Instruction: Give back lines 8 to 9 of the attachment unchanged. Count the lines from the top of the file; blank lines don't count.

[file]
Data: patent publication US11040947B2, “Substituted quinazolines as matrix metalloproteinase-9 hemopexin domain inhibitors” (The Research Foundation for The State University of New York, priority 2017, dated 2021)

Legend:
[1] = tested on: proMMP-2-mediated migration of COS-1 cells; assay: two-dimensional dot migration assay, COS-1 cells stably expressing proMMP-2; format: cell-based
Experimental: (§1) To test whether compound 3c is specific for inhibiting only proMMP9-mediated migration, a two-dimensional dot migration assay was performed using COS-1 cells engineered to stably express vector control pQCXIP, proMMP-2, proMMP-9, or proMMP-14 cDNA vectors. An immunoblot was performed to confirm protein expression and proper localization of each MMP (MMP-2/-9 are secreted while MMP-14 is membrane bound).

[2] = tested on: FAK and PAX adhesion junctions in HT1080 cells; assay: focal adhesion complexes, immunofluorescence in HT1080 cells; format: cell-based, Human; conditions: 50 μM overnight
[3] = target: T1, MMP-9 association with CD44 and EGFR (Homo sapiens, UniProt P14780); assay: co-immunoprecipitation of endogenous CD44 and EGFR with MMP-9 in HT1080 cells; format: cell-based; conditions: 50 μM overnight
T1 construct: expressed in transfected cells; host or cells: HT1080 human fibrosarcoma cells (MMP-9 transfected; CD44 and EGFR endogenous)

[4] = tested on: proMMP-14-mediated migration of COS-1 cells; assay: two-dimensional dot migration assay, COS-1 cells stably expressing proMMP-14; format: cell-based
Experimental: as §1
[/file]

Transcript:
[4] = tested on: proMMP-14-mediated migration of COS-1 cells; assay: two-dimensional dot migration assay, COS-1 cells stably expressing proMMP-14; format: cell-based
Experimental: as §1